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Showing posts from March, 2008

Jesus' High Priesthood: our life

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I'm reading "Jesus Ascended, the Meaning of Christ's Continuing Incarnation" by Gerrit Scott Dawson (T&T Clark, 2004). Dawson (pictured at left) shows how vital it is to understand Jesus' ascension as God still in human (though now glorified) flesh.

Jesus, the ascended God-man, is our High Priest. He now resides bodily and intercedes continuously for us from heaven. And through his Spirit he lives in us and with us here on earth. In these ways he shares with us the eternal life that is his in communion with the Father and the Spirit. The ascended Jesus is our life - our "place" - with God (see John 14:2).

Dawson quotes Andrew Murray :
As Son, Christ alone was heir of all that God had. All the life of the Father was in Him. God could have no union or fellowship with any creature but through His beloved Son, or as far as the life and spirit and image of the Son was seen in it. If our salvation was not to be a merely legal one - external and, I may say…

The Amazing Love of God

John 17:3 (New International Version)
Now this is eternal life: that they may know you, the only true God, and Jesus Christ, whom you have sent.

This is SO profound! The primary hallmark of eternal life, the thing that the Spirit-inspired writer tells us, is that the concept of "eternal life" can only be understood in RELATIONAL terms (THIS is eternal life: that they may KNOW You!).

Yes - by knowing God the Father and the Son He sent, anointed by the Spirit.

Eternal life is ALL about knowing God the Father and His Son, in the Spirit, in Truth! Comprehending the heart of the Father, Son and Holy Spirit in their pure, from-all-time, beautiful, other-centered love relationship (they are ONE!) is posited by John as THE DEFINITION of eternal life! Any notion of eternal life we may have that is APART from seeing THIS God is a poor, distorted caricature at best. How do we "know" God? Understanding that God is Trinity and understanding the AWESOME implications of THAT fac…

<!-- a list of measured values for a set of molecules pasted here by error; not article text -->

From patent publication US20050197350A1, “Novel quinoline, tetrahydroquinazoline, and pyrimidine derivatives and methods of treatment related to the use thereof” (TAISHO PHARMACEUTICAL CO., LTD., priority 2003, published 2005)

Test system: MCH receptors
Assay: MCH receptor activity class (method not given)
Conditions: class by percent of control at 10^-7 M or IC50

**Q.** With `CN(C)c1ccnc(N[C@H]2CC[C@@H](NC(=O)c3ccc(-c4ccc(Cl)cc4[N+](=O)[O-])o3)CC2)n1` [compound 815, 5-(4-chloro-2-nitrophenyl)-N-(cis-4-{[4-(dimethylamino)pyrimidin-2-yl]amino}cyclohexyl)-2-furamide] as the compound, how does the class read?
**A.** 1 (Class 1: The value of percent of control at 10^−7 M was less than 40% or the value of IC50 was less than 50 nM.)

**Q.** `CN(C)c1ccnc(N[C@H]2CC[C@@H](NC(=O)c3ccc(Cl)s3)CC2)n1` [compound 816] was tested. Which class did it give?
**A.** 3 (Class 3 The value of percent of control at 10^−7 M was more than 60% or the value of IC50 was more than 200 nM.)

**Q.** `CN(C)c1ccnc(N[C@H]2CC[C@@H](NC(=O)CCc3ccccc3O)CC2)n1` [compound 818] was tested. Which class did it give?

The touch of God in the cross

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In the spirit of Holy Week, I offer words of inspiration from pastor and theologian Gerrit Scott Dawson (pictured at right). Dawson's writings wonderfully "flesh-out" a Trinitarian theology. The quote below is from his excellent book, "I am with You Always."

Because the cross of Christ's agony is a gift to us, we may go there with our sorrows and pain. We bring our situations to the cross and let them feel the touch of God in the cross. When we find a connection point between the terrible, suspending pain of our trials and the cross of Christ, we see there God's touch. He takes our pain unto himself and tends it. He can redeem the situations of our lives so that, beyond hope, something good can come even in the worst situation....

Jesus the man of sorrows lived and died in the affliction of humanity. He is intimately acquainted with all our pains. But hear the news:...He still attends to the grief of this mortal life. This Christ still lives in us throug…

My life is in You, Lord

Holy Week is near - our annual remembrance and celebration of Jesus' death, burial and resurrection. This is not only Jesus' story - it's the story of all humanity. For by grace, and in love, Jesus united himself (and remains united) to all humanity as our representative and substitute.

This is the gospel truth.

The one who died on the cross on Good Friday, was buried dead in the tomb on Holy Saturday, and then emerged alive from the tomb on Easter Sunday morning was (and is) fully human and fully divine.

Jesus' resurrection (glorification) did not mean that he ceased to be human. Indeed, he remains "flesh and bones" (Luke 24:39) - fully human (though now a glorified human). And Jesus continues to be fully God. As the unique God-man (God-in-the-flesh), he continues to be our representative and our substitute.

Thus the story of Holy Week is Jesus' story and ours. Notice what Paul says about this in Romans 6:3-14.
...Do you not know that all of us who h…

Romans 8:9

I have been reading the blog and have learned so much about Christ centered theology from the comments made by my fellow pastors and have also been reading the books recommended on the blog. I do have a question in regards to Romans 8:9 where Paul says that "if you don't have the Holy Spirit you don't belong to Christ.

Romans 8:9 (NRSV): "But you are not in the flesh; you are in the Spirit, since the Spirit of God dwells in you. Anyone who does not have the Spirit of Christ does not belong to him."

How can a person be "in Christ" apart from the Holy Spirits living in them?

My answer would be that the Holy Spirit does live in a person but the person has not yet acknowledged it therefore does not follow Christ or "belong to Him" yet in their mind?

Terry Lambert
Pastor
Abilene, TX